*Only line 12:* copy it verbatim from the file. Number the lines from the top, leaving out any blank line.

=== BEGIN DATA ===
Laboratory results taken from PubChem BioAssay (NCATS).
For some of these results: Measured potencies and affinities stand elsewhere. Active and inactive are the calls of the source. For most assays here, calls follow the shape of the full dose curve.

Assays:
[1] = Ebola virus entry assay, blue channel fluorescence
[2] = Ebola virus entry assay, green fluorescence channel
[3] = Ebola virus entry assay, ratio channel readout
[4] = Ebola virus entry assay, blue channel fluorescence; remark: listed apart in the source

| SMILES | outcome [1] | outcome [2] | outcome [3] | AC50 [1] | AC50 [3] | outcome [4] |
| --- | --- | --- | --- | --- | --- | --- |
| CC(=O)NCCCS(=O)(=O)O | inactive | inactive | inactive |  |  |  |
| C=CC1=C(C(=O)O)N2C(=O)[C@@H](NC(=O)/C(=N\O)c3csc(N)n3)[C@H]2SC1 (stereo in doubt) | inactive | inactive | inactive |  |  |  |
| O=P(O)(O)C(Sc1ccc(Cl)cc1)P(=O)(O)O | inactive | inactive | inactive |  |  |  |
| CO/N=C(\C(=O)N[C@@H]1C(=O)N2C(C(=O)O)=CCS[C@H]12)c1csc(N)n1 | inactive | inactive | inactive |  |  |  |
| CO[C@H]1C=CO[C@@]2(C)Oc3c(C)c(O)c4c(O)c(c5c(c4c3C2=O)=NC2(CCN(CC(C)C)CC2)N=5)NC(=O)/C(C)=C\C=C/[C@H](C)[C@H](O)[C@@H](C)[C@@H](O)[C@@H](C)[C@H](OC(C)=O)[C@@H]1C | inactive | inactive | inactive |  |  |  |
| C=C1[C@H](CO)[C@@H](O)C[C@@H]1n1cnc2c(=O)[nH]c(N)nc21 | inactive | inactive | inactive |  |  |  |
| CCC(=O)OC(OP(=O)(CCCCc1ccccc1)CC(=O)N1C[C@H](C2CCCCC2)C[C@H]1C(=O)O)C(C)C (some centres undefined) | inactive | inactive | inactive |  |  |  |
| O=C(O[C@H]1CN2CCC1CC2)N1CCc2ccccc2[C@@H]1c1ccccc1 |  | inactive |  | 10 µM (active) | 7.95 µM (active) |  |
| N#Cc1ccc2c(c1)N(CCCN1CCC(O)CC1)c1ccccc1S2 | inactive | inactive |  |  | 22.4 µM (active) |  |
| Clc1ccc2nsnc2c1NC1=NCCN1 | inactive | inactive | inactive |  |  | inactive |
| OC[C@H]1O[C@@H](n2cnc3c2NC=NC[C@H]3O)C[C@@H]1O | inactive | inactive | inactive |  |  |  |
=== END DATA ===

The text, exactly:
| O=P(O)(O)C(Sc1ccc(Cl)cc1)P(=O)(O)O | inactive | inactive | inactive |  |  |  |